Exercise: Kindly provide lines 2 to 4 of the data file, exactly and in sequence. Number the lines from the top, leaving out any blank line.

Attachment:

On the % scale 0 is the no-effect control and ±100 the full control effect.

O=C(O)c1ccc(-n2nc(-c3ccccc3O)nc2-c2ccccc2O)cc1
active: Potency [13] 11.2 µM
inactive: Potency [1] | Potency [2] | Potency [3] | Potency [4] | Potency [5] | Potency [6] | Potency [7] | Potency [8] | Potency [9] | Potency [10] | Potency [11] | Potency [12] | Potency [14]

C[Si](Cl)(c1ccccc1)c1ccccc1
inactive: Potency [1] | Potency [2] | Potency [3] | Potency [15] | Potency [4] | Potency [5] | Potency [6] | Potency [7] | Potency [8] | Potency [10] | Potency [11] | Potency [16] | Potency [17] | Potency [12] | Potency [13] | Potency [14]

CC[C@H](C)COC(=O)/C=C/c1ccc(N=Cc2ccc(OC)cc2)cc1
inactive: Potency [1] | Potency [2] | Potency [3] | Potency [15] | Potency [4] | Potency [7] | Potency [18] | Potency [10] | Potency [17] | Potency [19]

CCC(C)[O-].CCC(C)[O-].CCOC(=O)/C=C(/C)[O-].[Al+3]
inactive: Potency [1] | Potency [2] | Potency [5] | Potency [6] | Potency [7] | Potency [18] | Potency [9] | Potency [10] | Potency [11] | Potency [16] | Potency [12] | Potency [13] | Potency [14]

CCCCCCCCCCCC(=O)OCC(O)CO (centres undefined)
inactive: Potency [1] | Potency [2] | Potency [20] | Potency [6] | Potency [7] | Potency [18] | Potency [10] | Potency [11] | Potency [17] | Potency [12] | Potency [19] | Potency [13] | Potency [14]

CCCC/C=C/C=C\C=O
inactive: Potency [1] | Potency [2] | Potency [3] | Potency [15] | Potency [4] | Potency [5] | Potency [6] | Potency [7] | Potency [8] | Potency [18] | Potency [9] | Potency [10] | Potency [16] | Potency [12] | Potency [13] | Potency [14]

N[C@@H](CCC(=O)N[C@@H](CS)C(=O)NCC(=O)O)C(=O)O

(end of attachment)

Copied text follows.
O=C(O)c1ccc(-n2nc(-c3ccccc3O)nc2-c2ccccc2O)cc1
active: Potency [13] 11.2 µM
inactive: Potency [1] | Potency [2] | Potency [3] | Potency [4] | Potency [5] | Potency [6] | Potency [7] | Potency [8] | Potency [9] | Potency [10] | Potency [11] | Potency [12] | Potency [14]